On 11 May 2005 European Bank moved in the Equity Division for an order for the assessment of the amount of compensation payable by Mr Evans to it pursuant to the undertaking as to damages he had given to the Court of Appeal on 18 May 2004. The content of the expression "usual undertaking as to damages" was given by Pt 28 r 7(2) of the Supreme Court Rules 1970 (NSW) in the following terms:
The 'usual undertaking as to damages', if given to the Court in connection with any interlocutory order or undertaking, is an undertaking to the Court to submit to such order (if any) as the Court may consider to be just for the payment of compensation, to be assessed by the Court or as it may direct, to any person, whether or not a party, affected by the operation of the interlocutory order or undertaking or of any interlocutory continuation, with or without variation, of the order or undertaking.
The sum awarded by Gzell J as compensation principally was the product of increases in the value of the euro against the United States dollar, although it also included a component reflecting the higher rates of interest earned on euro accounts in the relevant periods. His Honour expressed the finding in terms of United States dollars at US$800,000, but subsequently, by a consent order made on 27 September 2007, required Mr Evans to pay A$1,251,088.33 as the Australian dollar equivalent of US$800,000.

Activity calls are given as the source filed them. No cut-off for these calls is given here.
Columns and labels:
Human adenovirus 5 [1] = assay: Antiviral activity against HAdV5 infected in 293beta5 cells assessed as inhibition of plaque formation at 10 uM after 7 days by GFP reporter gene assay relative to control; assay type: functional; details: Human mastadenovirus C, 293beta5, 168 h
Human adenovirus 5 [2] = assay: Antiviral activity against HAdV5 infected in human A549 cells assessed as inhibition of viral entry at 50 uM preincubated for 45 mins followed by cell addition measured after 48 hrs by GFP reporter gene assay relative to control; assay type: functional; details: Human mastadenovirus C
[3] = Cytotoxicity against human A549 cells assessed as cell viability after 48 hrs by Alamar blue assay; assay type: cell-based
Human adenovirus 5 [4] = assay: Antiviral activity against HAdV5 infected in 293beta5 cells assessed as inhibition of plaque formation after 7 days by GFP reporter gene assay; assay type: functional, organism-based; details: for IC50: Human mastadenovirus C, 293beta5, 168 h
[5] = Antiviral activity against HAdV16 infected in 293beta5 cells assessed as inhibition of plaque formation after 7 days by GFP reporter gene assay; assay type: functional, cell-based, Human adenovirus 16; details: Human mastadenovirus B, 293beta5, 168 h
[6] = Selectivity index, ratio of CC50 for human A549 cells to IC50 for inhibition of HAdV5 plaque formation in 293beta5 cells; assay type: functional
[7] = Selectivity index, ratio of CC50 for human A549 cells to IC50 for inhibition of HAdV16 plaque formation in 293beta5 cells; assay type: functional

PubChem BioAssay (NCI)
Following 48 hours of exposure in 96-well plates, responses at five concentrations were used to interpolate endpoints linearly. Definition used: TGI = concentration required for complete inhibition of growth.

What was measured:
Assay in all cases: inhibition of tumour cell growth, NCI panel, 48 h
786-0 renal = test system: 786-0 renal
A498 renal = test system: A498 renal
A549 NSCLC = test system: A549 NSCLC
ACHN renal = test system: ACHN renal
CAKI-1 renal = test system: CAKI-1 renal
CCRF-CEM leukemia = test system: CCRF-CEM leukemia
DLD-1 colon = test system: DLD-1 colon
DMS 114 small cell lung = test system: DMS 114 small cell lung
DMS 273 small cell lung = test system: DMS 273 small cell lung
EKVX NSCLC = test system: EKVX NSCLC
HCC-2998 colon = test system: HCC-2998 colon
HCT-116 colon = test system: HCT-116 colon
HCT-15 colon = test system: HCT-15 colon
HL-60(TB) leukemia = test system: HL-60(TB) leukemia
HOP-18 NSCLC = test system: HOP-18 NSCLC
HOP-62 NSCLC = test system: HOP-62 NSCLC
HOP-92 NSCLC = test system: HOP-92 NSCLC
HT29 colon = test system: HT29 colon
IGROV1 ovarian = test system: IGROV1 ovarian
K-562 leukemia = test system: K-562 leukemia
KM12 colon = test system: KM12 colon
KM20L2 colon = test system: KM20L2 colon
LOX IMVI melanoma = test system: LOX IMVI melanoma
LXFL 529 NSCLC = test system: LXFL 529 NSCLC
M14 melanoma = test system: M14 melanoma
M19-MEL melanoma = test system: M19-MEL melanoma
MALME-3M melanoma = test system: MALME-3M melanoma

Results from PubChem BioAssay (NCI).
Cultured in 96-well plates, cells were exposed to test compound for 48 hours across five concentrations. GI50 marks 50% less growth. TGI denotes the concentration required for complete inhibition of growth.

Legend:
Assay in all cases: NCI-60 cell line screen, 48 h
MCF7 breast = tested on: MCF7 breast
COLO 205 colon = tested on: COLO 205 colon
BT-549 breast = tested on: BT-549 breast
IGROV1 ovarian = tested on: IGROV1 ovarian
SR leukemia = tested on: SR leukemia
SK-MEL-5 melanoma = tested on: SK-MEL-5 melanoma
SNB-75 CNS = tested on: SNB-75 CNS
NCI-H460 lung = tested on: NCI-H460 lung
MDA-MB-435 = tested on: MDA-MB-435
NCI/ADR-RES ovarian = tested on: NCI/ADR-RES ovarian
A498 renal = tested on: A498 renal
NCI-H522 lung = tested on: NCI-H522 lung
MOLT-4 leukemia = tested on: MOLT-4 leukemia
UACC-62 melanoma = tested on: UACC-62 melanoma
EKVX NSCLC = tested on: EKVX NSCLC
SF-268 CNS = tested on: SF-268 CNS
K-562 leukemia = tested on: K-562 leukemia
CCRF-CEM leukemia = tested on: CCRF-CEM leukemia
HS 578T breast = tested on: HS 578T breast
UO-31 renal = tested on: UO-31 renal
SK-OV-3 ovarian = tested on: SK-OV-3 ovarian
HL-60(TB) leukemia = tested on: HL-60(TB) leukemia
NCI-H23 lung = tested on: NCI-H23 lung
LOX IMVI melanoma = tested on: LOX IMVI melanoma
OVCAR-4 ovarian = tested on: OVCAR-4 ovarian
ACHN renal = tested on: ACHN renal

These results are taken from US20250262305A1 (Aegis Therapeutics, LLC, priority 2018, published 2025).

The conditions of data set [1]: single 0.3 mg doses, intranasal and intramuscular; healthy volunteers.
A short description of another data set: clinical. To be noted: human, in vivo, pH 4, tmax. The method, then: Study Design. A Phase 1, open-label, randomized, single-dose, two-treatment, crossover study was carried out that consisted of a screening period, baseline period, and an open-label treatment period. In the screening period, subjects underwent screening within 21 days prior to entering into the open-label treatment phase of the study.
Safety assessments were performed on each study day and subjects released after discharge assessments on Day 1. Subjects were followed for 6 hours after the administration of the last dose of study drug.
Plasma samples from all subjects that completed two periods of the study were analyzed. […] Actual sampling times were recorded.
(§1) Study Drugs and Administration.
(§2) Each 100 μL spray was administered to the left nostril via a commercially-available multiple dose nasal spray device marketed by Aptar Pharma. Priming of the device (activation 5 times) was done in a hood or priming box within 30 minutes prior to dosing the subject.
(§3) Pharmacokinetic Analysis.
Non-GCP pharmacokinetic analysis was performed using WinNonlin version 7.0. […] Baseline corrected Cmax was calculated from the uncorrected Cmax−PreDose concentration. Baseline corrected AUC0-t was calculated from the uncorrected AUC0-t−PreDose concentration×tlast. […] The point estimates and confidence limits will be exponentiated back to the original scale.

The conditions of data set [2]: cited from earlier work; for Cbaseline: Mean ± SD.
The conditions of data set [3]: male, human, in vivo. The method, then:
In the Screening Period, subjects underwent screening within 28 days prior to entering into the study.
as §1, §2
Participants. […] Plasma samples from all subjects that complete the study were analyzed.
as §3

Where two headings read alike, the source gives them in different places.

THE CONTRACT ANALOGY
The primary judge ( NSWSC 1004 at -, , ) approached the assessment of compensation on the basis that the criteria for the treatment of remoteness in cases of breach of contract would be appropriate and that it would be just for the payment of compensation to be assessed having regard to the rule in Hadley v Baxendale (1854) 9 Exch 341 [156 ER 145]. This was in reliance upon what was said by Aickin J in Air Express Ltd v Ansett Transport Industries (Operations) Pty Ltd (1981) 146 CLR 249 at 262-267;  HCA 75, repeating, amongst other things, references to Hadley v Baxendale by Brett LJ in Smith v Day (1882) 21 Ch D 421 at 427-428.